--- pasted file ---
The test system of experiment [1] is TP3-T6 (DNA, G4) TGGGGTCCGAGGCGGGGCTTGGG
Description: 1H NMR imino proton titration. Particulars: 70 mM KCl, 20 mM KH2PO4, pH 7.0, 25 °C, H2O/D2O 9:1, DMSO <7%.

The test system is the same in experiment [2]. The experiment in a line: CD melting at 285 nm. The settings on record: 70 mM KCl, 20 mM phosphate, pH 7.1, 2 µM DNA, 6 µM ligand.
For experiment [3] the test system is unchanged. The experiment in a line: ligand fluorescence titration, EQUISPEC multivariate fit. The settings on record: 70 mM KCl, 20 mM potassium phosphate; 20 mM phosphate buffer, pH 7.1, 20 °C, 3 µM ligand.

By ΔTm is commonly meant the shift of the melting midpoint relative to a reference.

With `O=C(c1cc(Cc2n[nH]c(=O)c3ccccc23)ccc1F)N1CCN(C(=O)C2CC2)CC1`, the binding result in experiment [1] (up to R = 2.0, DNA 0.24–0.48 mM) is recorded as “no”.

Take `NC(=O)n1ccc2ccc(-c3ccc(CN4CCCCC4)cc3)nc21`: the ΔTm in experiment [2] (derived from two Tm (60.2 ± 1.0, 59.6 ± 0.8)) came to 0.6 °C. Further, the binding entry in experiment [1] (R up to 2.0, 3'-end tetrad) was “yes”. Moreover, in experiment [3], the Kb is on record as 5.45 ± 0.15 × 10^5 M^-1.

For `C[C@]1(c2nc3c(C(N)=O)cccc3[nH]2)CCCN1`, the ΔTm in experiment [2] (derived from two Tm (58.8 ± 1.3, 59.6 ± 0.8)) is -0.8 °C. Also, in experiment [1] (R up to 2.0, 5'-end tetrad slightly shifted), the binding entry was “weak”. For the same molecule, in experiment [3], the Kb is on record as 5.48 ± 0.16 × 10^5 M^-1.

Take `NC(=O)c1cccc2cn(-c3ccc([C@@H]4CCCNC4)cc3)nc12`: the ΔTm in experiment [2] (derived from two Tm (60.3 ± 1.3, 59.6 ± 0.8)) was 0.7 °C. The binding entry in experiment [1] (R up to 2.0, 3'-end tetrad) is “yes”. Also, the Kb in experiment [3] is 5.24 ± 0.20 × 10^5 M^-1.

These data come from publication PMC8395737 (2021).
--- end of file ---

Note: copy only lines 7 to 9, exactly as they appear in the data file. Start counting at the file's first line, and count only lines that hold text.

Take `NC(=O)n1ccc2ccc(-c3ccc(CN4CCCCC4)cc3)nc21`: the ΔTm in experiment [2] (derived from two Tm (60.2 ± 1.0, 59.6 ± 0.8)) came to 0.6 °C. Further, the binding entry in experiment [1] (R up to 2.0, 3'-end tetrad) was “yes”. Moreover, in experiment [3], the Kb is on record as 5.45 ± 0.15 × 10^5 M^-1.

For `C[C@]1(c2nc3c(C(N)=O)cccc3[nH]2)CCCN1`, the ΔTm in experiment [2] (derived from two Tm (58.8 ± 1.3, 59.6 ± 0.8)) is -0.8 °C. Also, in experiment [1] (R up to 2.0, 5'-end tetrad slightly shifted), the binding entry was “weak”. For the same molecule, in experiment [3], the Kb is on record as 5.48 ± 0.16 × 10^5 M^-1.

Take `NC(=O)c1cccc2cn(-c3ccc([C@@H]4CCCNC4)cc3)nc12`: the ΔTm in experiment [2] (derived from two Tm (60.3 ± 1.3, 59.6 ± 0.8)) was 0.7 °C. The binding entry in experiment [1] (R up to 2.0, 3'-end tetrad) is “yes”. Also, the Kb in experiment [3] is 5.24 ± 0.20 × 10^5 M^-1.